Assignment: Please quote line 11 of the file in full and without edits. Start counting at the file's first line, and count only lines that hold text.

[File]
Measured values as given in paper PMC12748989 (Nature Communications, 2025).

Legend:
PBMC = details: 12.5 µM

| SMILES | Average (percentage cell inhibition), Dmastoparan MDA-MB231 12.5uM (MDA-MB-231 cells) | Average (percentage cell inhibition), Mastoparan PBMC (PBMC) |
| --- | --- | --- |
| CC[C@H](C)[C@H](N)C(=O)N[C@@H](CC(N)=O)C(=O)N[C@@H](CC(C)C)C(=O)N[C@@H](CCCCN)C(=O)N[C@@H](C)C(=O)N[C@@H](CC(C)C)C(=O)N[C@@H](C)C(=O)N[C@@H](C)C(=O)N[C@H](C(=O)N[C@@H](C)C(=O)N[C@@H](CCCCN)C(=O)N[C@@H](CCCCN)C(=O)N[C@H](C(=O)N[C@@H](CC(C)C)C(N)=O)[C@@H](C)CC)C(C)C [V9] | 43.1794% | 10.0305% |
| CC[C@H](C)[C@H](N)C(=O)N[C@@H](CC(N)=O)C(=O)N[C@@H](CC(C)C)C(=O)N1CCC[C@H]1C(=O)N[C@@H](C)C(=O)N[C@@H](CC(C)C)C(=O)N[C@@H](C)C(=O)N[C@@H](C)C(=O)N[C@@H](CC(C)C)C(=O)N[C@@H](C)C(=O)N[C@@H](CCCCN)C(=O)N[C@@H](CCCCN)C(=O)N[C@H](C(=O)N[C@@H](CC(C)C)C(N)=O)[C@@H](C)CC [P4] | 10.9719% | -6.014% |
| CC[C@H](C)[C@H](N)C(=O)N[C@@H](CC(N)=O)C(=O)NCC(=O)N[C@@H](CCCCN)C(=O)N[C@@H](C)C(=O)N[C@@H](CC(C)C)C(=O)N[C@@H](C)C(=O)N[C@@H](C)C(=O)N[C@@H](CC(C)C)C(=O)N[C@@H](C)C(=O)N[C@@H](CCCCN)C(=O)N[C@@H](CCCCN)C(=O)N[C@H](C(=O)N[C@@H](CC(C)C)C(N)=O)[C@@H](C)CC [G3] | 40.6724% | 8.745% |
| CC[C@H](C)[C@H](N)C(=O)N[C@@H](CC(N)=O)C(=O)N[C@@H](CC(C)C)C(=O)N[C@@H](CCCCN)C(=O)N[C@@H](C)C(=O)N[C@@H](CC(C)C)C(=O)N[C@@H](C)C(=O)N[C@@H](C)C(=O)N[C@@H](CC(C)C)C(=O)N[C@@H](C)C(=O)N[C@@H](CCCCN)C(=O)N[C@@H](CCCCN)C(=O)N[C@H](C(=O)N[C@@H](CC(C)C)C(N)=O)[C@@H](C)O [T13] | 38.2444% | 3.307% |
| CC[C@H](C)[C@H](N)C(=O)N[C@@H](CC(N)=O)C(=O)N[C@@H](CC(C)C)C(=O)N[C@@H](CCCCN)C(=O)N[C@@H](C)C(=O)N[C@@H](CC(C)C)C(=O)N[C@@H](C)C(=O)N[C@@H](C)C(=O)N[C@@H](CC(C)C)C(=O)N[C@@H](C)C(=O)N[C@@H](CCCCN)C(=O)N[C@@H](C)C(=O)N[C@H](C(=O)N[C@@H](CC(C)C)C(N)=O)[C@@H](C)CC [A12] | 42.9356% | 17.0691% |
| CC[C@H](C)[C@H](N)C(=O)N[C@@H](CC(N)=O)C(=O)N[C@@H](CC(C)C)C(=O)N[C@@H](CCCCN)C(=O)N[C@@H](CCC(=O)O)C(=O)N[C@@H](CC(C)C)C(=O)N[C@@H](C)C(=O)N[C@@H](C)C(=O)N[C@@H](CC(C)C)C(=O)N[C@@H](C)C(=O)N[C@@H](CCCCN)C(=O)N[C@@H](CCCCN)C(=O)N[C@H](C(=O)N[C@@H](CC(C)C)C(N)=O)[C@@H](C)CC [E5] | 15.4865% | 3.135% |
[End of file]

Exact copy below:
| CC[C@H](C)[C@H](N)C(=O)N[C@@H](CC(N)=O)C(=O)N[C@@H](CC(C)C)C(=O)N[C@@H](CCCCN)C(=O)N[C@@H](CCC(=O)O)C(=O)N[C@@H](CC(C)C)C(=O)N[C@@H](C)C(=O)N[C@@H](C)C(=O)N[C@@H](CC(C)C)C(=O)N[C@@H](C)C(=O)N[C@@H](CCCCN)C(=O)N[C@@H](CCCCN)C(=O)N[C@H](C(=O)N[C@@H](CC(C)C)C(N)=O)[C@@H](C)CC [E5] | 15.4865% | 3.135% |